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JAZZ THEORY (BeBop Drills)

The IIm7 - V7 Progression - II V series

One of the most difficult aspects of improvising on BeBop chord progressions is the rapid harmonic changes indigenous to the art form. Passing and approach chords appear and disappear, pivotal and direct modulations are the order of the day, and cycle of fifths root motion is everywhere. The most typical solution to this challenge is to isolate and manipulate recurrent patterns of harmony in practice sessions. In light of this, we will examine the most prevalent chord pattern in BeBop, the IIm7 - V7 relationship.

The IIm7 - V7 represents the chords built on the second, then fifth degrees of a major scale, identified in functional harmony as the secondary sub-dominant and primary dominant. In C major, the chords are Dm7 and G7. These chords create a sense of movement towards the primary tonic or Imaj7, Cmaj7 in our example. Equally as often, the target chord is something other than a maj7, but one which has the same root.

Three practice chord progressions isolate the most typical chains of IIm7 - V7 [II - Vs], the first two using II - Vs from major key areas moving down in whole steps, the last using major key areas moving down in half steps. These are:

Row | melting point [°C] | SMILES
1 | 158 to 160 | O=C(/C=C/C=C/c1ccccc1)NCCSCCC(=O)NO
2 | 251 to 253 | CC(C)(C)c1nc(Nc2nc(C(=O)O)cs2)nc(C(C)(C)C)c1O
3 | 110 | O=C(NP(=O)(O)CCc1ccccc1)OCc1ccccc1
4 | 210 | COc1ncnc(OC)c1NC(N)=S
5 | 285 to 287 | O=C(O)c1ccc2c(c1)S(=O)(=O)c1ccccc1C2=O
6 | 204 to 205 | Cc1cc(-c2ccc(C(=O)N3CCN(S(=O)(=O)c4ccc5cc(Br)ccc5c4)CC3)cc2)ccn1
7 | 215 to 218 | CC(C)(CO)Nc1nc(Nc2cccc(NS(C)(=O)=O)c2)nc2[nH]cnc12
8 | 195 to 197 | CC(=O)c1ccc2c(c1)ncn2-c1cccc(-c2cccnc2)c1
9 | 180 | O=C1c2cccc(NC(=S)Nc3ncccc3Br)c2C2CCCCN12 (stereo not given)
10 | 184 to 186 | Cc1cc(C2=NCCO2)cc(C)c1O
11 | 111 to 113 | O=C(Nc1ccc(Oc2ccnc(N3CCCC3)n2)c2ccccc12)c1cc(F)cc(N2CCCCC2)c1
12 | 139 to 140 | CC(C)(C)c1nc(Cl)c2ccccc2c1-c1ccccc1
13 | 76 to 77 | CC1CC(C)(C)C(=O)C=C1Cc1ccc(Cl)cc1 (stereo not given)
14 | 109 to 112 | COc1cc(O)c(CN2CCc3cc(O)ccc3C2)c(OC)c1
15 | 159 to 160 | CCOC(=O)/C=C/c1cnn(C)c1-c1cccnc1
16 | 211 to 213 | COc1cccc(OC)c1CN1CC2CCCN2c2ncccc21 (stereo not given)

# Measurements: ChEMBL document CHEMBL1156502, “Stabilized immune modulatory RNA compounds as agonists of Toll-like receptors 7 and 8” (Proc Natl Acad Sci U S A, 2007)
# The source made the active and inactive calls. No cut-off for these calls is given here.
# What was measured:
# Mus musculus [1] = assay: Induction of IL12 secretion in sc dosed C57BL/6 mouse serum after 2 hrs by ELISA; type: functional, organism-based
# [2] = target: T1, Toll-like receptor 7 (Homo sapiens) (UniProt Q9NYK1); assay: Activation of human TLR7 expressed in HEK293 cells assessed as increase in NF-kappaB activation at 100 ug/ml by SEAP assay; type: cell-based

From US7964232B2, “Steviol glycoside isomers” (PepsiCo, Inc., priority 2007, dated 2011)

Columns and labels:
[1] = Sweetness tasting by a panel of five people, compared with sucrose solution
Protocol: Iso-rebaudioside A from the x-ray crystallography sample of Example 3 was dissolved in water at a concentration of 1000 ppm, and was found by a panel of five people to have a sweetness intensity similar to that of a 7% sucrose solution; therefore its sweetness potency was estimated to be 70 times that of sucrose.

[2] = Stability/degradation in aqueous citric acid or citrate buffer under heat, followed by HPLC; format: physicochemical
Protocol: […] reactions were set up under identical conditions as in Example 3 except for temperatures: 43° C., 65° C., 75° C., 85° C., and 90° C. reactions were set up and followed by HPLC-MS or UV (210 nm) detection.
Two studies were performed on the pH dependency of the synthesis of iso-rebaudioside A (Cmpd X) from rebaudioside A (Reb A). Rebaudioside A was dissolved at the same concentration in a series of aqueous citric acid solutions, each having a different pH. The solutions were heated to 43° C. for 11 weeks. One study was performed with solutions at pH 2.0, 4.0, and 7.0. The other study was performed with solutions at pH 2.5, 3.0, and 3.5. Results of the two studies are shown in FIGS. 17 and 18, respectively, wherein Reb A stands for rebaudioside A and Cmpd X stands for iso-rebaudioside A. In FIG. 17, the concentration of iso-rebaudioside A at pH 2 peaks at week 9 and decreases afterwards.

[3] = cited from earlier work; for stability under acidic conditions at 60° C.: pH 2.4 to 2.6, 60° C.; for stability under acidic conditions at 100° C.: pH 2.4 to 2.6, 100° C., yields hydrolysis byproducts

• 1) Dm7 - G7, Cm7 - F7, Bbm7 - Eb7, Abm7 - Db7, F#m7 - B7, Em7 - A7, 

  • 2) C#m7 - F#7, Bm7 - E7, Am7 -D7, Gm7 - C7, Fm7 - Bb7, Ebm7 - Ab7, and 

  • 3) Dm7 - G7, C#m7 - F#7, Cm7 - F7, Bm7 - E7, Bbm7 - Eb7, Am7 - D7, Abm7 - Db7, Gm7 - C7, F#m7 - B7, Fm7 - Bb7, Em7 - A7, Ebm7 - Ab7.

To begin your work with these II - V series progressions, first arpeggiate each chord in a root-3-5-7 [ l-&-2-& ] fashion, as in d-f-a-c, g-b-d-f. This will apply to situations in which both chords appear in one measure of 4/4 time. Next, play the arpeggio twice for each chord in a 1-&-2-&-3-&-4-& fashion, as in d-f-a-c-d-f-a-c, g-b-d-f-g-b-d-f. This covers situations where each chord lasts a full measure. Harmonic instruments should also practice chording these II - V chains in both harmonic rhythms indicated above.

Look for these chord patterns in your favorite jazz tunes, and listen for their distinctive sound in recordings and performances. Experiment with as many ways as you can think of to play solos on these progressions, and as always,  happy drilling!  [top]
- Frank Singer 2002

I originally learned these concepts from Charlie Banacos, private instructor.

 

BACK TO THEORY DEN

CONTENTS
The Language of BeBop
The Use of Tensions 1
The Use of Tensions 2 
The Use of Tensions 3 
The Jazz Sub-Dominant Chord - II-7 
The Jazz Dominant Chord - V7  
The II-7 V7 Progression - II V series  
The Key of the Moment  
"Watch out for those chromatics!"    
Ear Training  

 


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